Sustainable Kingston is a non-profit organization striving to integrate the value of sustainability into the community. As part of their objectives, they are trying to increase the awareness of sustainability through easy to understand demonstrations and teaching aids.

The students working on this project were asked to design and construct a generator prototype, aiming to produce up to 40 Watts of power through oscillating kinetic motion. The development of professional skills, such as construction skills, concept visualization, critical analysis, and an understanding of theoretical concepts allowed the team to complete a functional prototype. The product needed to show how much mechanical energy is required to operate common electronic devices, while including a universal outlet that would allow it to connect with a variety of appliances. The prototype also needed to be simple so that it could be used as a teaching device about the transformation of mechanical motion to electrical energy.

Initially, the team researched several different methods of energy conversion, as well as the physics behind the actual generation of electricity using magnets and copper coils. The students were able to choose the most viable model using a self-constructed assessment matrix. Although generators are readily available, the client wanted all of the components to be visually apparent, thus requiring the students to construct their own. Working under several constraints, the students were able to overcome obstacles associated with material acquisition, client requirements, and construction limitations to produce a functional design. Three teams were assigned to this task, and two of the three prototypes that were presented to Sustainable Kingston were used as interactive displays during Earth Hour: Kingston Unplugged.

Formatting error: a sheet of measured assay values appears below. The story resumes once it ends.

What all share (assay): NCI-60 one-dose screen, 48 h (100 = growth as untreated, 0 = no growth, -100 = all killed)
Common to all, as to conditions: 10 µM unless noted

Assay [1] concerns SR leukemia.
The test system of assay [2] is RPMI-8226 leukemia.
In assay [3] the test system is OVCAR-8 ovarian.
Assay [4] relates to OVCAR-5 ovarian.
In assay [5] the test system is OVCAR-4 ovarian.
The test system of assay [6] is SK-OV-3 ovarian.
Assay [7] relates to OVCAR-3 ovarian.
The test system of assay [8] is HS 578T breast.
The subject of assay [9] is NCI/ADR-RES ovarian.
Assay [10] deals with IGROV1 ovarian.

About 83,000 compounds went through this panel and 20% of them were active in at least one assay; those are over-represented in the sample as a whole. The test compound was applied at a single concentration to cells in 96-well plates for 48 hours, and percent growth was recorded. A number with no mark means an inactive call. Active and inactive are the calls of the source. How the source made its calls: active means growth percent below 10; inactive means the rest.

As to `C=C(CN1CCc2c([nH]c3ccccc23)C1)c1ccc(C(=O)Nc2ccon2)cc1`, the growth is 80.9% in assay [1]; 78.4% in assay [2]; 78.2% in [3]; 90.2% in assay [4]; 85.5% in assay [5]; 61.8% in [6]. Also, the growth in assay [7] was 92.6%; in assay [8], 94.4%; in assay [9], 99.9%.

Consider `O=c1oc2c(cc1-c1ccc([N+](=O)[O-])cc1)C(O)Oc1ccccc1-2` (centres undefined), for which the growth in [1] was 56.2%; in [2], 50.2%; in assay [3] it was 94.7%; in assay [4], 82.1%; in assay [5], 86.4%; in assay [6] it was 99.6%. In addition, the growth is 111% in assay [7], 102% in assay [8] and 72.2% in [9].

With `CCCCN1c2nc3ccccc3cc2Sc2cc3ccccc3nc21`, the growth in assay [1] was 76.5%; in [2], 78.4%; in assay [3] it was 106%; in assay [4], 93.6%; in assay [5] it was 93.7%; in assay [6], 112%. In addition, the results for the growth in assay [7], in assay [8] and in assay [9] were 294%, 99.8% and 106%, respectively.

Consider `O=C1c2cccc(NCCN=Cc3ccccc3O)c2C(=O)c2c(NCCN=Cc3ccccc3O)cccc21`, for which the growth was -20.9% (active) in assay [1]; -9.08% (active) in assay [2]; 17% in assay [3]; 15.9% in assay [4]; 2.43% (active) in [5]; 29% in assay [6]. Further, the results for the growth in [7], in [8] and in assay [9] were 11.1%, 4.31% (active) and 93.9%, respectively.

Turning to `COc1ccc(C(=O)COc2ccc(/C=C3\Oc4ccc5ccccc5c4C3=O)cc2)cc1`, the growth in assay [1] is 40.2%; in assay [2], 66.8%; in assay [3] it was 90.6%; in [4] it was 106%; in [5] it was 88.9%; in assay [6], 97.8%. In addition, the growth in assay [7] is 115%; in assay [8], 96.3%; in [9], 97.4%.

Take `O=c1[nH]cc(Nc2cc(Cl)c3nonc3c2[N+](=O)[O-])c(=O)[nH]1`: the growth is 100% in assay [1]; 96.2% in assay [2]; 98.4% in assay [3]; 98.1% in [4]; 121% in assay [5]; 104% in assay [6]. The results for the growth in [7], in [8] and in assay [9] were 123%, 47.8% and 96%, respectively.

prototype of system
Prototype of a generator made from readily available and recycled materials
Student-constructed armature and magnets used in the generation of electricity